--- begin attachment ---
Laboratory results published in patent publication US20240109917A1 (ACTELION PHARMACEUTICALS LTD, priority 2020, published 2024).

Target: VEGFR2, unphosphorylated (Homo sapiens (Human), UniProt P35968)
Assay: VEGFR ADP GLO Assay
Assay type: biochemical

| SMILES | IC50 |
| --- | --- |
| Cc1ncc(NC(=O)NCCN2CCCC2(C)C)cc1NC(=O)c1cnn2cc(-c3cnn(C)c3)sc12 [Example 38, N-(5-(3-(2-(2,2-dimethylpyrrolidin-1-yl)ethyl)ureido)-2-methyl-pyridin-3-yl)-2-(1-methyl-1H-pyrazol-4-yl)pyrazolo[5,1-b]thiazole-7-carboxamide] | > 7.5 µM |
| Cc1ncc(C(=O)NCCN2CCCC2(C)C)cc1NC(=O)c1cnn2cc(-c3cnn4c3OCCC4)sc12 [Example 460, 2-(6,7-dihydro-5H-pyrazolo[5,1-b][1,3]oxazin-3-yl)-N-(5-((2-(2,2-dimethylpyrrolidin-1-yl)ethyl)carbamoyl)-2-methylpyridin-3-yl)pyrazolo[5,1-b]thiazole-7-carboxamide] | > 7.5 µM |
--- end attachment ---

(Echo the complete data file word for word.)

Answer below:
Laboratory results published in patent publication US20240109917A1 (ACTELION PHARMACEUTICALS LTD, priority 2020, published 2024).

Target: VEGFR2, unphosphorylated (Homo sapiens (Human), UniProt P35968)
Assay: VEGFR ADP GLO Assay
Assay type: biochemical

| SMILES | IC50 |
| --- | --- |
| Cc1ncc(NC(=O)NCCN2CCCC2(C)C)cc1NC(=O)c1cnn2cc(-c3cnn(C)c3)sc12 [Example 38, N-(5-(3-(2-(2,2-dimethylpyrrolidin-1-yl)ethyl)ureido)-2-methyl-pyridin-3-yl)-2-(1-methyl-1H-pyrazol-4-yl)pyrazolo[5,1-b]thiazole-7-carboxamide] | > 7.5 µM |
| Cc1ncc(C(=O)NCCN2CCCC2(C)C)cc1NC(=O)c1cnn2cc(-c3cnn4c3OCCC4)sc12 [Example 460, 2-(6,7-dihydro-5H-pyrazolo[5,1-b][1,3]oxazin-3-yl)-N-(5-((2-(2,2-dimethylpyrrolidin-1-yl)ethyl)carbamoyl)-2-methylpyridin-3-yl)pyrazolo[5,1-b]thiazole-7-carboxamide] | > 7.5 µM |